• Comprehensive background check
  • Fingerprinting
  • Photograph
  • Professional references
  • Proof of good moral character
  • Resolution of back payments for child support or other unfavorable marks on your records
team of nurses in on the job training

6: Gain Experience as a Nurse

While most schools don’t require nurses to have specific experience, working in a clinical environment could give you invaluable experience to bring to the role of school nurse.

“Many of us do come from hospitals and have experience in emergency, ICU, labor and delivery, home care, or peds,” says Hunter. “I think it is important to get a good handle on your skills in a more hands-on nursing position before doing this job.”

While you can strengthen your skills in many types of clinical settings, working in pediatrics can give you the best foundation for school nursing, Hunter says. “I worked as a medical assistant for 11 years in a pediatric primary care office and learned so much that I apply today to my job such as looking in ears, understanding rashes’ behavior, ADHD, disabilities, various childhood ailments, and understanding immunizations intimately.”

You’ll have many options for gaining clinical experience. Here are the top three employers of registered nurses, as reported by the U.S. Bureau of Labor Statistics (BLS):

  • Hospitals: 61%
  • Ambulatory services, such as physicians’ offices and outpatient care centers: 18%
  • Nursing and residential care facilities: 6%
nurse interviewing with medical team leader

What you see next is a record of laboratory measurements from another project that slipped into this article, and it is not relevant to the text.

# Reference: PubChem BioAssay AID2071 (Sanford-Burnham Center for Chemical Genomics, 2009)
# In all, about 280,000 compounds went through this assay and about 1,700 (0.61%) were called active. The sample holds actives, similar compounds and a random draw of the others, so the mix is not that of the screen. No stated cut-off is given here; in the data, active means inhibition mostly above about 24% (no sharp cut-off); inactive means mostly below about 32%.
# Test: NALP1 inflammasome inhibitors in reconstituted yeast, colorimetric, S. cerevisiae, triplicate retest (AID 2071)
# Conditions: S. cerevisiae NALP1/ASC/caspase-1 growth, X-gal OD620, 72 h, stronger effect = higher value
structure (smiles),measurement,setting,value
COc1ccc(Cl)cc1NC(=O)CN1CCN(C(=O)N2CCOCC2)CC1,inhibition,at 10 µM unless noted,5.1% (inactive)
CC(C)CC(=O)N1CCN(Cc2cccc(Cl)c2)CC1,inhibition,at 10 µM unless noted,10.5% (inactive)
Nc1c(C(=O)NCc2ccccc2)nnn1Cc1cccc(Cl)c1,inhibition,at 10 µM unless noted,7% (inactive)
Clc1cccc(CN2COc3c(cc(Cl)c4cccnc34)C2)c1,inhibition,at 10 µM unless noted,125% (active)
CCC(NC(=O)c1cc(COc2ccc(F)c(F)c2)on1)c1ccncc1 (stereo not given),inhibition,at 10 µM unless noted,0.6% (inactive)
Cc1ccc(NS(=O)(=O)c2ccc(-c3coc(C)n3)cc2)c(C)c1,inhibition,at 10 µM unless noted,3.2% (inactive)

7: Become Eligible for Certification

The Nationally Certified School Nurse (NCSN) certification is an optional credential, but some states require it. Earning the certification is considered proof that you’ve demonstrated your competency to work as a school nurse based on established professional standards.

The National Board for Certification of School Nurses (NBCSN) administers the certification exam. To qualify, you must:

  • Have an academic transcript with proof of one of the following:
    • A bachelor’s degree or higher in nursing from an accredited program
    • A Master of Education (M.Ed.) with a concentration in school nursing or school health services from an accredited institution approved by the NBCSN
  • Have at least 1,000 hours of work experience in the last three years
  • Submit an application online within 30 days of the start of one of three annual test dates
  • Pay the $360 exam fee.
student studying for certification exam

8: Prepare for Certification

There are free and fee-based resources to help you prepare for the exam.

The NBCSN Handbook for Candidates is a great place to start. It will give you access to these free exam prep materials: